On the whole, South American immigrants to the United States tend to be better educated and more prosperous than other Hispanic newcomers.
They tend to be middle-class people with technical skills and a strong belief in education. Many come from cities rather than rural areas.
One reason: travel to the United States is expensive. It is hard for a poor person to afford the airfare. The distance to New York City from Lima, Peru, is greater than that from London, England.
Another is that middle-class people have the most to lose from such problems as high inflation and governments that penalize a person for belonging to the wrong party.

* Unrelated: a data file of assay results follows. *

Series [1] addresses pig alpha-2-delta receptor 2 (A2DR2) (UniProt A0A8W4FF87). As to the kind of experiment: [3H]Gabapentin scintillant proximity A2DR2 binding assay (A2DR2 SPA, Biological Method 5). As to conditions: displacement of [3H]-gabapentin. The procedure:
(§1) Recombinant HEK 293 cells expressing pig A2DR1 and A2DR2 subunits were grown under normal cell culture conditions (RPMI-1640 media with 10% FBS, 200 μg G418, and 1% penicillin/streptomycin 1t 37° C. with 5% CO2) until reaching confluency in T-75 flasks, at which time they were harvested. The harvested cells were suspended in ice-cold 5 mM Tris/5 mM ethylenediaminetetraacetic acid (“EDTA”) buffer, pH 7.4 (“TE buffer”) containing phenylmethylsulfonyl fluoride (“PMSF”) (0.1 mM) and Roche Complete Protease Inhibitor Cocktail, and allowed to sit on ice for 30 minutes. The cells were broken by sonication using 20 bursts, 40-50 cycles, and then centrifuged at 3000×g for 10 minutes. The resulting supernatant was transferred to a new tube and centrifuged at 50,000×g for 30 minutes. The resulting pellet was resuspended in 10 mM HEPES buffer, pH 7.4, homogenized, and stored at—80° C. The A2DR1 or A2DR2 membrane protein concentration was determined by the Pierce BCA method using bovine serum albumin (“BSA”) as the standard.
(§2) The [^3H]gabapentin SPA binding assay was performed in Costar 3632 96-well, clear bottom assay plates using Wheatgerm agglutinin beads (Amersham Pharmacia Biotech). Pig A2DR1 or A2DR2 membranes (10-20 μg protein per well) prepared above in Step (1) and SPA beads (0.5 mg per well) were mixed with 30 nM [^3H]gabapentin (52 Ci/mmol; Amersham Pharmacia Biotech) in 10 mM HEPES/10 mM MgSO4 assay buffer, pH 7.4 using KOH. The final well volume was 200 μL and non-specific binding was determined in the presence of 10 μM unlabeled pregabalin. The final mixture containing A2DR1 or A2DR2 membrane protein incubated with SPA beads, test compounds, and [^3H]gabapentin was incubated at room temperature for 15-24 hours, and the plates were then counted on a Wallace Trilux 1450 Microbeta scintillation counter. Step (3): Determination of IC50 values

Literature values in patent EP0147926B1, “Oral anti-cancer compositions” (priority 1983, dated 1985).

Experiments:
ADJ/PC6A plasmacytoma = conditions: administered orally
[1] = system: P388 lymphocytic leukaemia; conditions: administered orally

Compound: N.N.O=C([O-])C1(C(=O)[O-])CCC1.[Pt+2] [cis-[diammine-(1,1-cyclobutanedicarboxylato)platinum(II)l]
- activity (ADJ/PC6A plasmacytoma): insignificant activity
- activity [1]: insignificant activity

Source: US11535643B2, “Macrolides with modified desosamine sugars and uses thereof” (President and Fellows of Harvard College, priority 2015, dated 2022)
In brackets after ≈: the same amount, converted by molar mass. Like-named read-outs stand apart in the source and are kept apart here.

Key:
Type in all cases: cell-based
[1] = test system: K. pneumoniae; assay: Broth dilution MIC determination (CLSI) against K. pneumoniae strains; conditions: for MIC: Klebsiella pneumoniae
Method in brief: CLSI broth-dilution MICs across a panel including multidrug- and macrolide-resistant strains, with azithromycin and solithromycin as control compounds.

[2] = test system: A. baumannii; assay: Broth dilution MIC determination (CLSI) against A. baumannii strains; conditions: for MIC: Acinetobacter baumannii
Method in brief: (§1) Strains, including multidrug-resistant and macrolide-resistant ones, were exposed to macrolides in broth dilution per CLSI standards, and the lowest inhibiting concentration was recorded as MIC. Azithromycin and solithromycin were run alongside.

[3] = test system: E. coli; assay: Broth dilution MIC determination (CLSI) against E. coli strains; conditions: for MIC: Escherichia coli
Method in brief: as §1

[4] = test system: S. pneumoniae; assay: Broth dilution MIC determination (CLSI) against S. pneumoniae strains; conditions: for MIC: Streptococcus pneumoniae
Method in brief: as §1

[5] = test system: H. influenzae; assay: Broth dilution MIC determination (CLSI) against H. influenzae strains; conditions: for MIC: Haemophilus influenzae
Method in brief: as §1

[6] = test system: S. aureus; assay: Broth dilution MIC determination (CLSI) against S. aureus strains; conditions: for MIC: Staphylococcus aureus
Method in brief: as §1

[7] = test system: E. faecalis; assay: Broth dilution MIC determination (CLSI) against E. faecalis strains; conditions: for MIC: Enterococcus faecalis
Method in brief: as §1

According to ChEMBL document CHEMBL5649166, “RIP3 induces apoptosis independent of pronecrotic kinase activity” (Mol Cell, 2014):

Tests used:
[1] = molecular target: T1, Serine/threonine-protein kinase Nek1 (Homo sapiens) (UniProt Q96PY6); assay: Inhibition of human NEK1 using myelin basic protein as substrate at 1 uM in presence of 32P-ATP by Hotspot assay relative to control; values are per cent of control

With their education and skills, South Americans tend to adapt readily to life in the United States.
Because of a lack of English or necessary credentials, they may be forced at first to accept lower-status jobs than they might have held in their native country: a lawyer working as a clerk; an engineer working in a factory.
But many eventually achieve a standard of living higher than what they could have had at home.